The second line of action in relation to civil society concerns agricultural support services.(6) FAO work has taken a participatory approach to extension services, making it possible to integrate the needs of small farmers in a larger set of development actions. The approach leads to a specific support effort for peasant organizations. FAO projects have included coordination of local actions to ensure their coherence, and to enable regional programming. Moreover, extension systems have taken into consideration the diversity of production systems by putting in place a set of differentiated messages designed from knowledge of local know-how. These directions make extension a tool for reinforcing the capacity of communities to associate, and their sense of responsibility, in order to solve both up-stream and down-stream production problems.

The participatory approach to extension services takes three major forms of gradual commitment (consultation, co-management, and transfer of responsibilities) used both for the analysis of situations and review of problems, as well as the implementation of actions, monitoring and evaluation. The long-term goal is for organization and consultations to be the mode of transfer of responsibilities, and program determination by peasants themselves. One thus understands the advantage of the experience for deliberation on decentralization. This type of projects make peasants the key actors in the implementation of the methodology. Extension agents build an exchange relationship with them. Decision-making is on the basis of contract, committing both peasants and extension agents. In this methodology, rural populations work in partnership with extension agents. These are so many FAO assets for establishing the enabling conditions for decentralization.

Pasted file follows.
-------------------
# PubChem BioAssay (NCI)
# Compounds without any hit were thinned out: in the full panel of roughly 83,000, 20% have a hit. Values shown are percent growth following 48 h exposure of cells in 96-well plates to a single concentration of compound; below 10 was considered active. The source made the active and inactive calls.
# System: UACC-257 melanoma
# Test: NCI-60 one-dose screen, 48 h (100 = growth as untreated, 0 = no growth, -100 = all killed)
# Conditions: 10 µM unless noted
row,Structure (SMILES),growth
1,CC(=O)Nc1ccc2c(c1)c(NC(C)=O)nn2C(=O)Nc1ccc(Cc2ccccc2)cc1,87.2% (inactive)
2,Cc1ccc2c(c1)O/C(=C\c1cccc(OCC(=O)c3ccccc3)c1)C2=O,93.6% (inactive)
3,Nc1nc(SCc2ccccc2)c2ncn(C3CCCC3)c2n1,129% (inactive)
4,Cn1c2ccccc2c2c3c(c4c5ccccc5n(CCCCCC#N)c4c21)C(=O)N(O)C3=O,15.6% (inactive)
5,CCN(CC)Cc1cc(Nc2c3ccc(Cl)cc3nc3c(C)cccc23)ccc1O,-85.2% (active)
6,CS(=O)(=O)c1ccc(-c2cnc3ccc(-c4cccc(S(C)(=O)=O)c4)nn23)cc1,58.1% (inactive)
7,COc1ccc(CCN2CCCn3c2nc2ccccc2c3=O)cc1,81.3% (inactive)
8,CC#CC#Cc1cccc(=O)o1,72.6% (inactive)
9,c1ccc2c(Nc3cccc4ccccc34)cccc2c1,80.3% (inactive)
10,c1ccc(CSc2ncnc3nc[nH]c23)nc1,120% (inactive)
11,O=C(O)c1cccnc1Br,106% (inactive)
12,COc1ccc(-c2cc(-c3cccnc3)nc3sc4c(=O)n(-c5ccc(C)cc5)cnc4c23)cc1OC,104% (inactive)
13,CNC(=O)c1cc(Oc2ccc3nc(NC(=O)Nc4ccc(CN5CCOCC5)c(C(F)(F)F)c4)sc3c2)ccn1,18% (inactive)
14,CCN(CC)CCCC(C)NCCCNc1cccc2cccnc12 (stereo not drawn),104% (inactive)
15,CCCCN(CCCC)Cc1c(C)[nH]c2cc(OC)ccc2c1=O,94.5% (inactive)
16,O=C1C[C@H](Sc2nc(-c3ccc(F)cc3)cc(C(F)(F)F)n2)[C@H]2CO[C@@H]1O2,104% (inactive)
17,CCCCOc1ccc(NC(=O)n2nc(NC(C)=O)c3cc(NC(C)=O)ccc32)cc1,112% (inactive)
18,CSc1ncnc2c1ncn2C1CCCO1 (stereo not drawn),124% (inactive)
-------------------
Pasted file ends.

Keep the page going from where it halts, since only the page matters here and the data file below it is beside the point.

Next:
3. People's Participation Programs and the Structuring of Peasant Organizations